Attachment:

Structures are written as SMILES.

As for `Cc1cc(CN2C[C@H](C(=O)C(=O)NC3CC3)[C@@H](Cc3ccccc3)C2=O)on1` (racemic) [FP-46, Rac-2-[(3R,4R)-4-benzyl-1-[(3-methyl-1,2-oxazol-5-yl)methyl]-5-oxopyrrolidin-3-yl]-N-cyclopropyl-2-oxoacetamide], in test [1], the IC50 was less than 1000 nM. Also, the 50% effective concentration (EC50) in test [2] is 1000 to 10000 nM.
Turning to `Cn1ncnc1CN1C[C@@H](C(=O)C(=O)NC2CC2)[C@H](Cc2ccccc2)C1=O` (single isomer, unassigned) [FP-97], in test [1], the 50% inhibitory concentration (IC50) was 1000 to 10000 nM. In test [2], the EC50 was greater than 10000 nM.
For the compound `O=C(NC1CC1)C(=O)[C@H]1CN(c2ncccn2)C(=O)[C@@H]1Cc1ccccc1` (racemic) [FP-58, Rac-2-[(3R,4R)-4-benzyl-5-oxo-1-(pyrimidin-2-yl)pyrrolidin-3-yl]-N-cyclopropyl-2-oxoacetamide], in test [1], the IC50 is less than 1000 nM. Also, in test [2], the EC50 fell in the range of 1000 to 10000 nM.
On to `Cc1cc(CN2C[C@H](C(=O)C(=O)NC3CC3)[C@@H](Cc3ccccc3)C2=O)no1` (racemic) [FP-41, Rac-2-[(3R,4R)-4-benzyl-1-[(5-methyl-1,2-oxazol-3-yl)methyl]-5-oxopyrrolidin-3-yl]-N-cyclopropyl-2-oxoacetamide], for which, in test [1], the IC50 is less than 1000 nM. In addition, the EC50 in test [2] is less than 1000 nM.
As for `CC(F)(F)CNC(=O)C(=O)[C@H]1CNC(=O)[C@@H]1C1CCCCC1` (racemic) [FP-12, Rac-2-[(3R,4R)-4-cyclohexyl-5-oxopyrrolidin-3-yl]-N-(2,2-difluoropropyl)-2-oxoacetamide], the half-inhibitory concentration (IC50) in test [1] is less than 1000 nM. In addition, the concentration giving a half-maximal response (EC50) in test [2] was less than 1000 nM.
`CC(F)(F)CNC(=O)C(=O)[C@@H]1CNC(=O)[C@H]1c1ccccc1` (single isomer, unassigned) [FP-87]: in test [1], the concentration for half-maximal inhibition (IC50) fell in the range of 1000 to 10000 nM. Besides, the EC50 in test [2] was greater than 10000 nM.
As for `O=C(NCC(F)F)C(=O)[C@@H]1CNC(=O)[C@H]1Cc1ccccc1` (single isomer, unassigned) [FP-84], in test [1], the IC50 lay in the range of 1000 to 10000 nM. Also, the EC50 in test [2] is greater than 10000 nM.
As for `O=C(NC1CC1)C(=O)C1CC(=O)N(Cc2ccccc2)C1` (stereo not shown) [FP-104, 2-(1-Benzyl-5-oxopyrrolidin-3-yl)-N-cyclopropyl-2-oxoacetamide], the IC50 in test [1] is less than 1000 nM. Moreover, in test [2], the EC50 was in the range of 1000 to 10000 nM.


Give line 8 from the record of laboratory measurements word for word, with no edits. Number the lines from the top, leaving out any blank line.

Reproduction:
As for `O=C(NCC(F)F)C(=O)[C@@H]1CNC(=O)[C@H]1Cc1ccccc1` (single isomer, unassigned) [FP-84], in test [1], the IC50 lay in the range of 1000 to 10000 nM. Also, the EC50 in test [2] is greater than 10000 nM.